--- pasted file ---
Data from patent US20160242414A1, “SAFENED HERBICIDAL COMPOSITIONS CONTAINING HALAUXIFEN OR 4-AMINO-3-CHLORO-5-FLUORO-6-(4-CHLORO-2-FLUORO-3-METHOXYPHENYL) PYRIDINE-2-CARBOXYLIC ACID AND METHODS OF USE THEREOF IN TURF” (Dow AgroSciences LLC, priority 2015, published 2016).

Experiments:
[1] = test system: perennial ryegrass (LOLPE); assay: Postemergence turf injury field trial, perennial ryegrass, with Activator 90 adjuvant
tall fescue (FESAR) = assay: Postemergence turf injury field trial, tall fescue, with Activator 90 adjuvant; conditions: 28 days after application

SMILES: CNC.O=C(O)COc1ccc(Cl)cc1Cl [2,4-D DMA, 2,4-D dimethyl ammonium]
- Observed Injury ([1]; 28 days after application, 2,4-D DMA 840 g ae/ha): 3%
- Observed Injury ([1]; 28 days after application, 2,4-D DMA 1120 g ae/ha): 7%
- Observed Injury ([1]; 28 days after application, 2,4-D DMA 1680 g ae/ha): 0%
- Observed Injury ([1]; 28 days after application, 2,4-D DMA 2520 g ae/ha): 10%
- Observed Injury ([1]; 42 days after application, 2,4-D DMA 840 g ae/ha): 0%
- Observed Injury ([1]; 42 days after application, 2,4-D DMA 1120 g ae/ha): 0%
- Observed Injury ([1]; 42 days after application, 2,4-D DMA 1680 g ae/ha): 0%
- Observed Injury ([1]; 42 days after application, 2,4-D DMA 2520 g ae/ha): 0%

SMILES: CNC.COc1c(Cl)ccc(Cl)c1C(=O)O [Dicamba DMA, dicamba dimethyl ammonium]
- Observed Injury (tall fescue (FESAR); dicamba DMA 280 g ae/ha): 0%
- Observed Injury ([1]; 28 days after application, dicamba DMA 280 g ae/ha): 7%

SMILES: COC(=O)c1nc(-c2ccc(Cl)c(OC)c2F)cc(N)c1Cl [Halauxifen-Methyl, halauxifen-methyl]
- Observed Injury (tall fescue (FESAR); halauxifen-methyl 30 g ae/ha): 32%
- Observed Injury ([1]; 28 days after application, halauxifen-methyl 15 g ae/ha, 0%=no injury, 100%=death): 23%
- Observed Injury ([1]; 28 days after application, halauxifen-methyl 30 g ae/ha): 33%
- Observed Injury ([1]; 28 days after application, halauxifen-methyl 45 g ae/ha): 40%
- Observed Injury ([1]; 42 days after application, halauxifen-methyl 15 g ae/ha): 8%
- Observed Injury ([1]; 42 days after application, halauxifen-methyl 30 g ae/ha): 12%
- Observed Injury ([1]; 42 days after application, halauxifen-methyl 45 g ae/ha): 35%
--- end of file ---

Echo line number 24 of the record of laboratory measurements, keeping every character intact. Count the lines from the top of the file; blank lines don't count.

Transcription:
- Observed Injury ([1]; 42 days after application, halauxifen-methyl 45 g ae/ha): 35%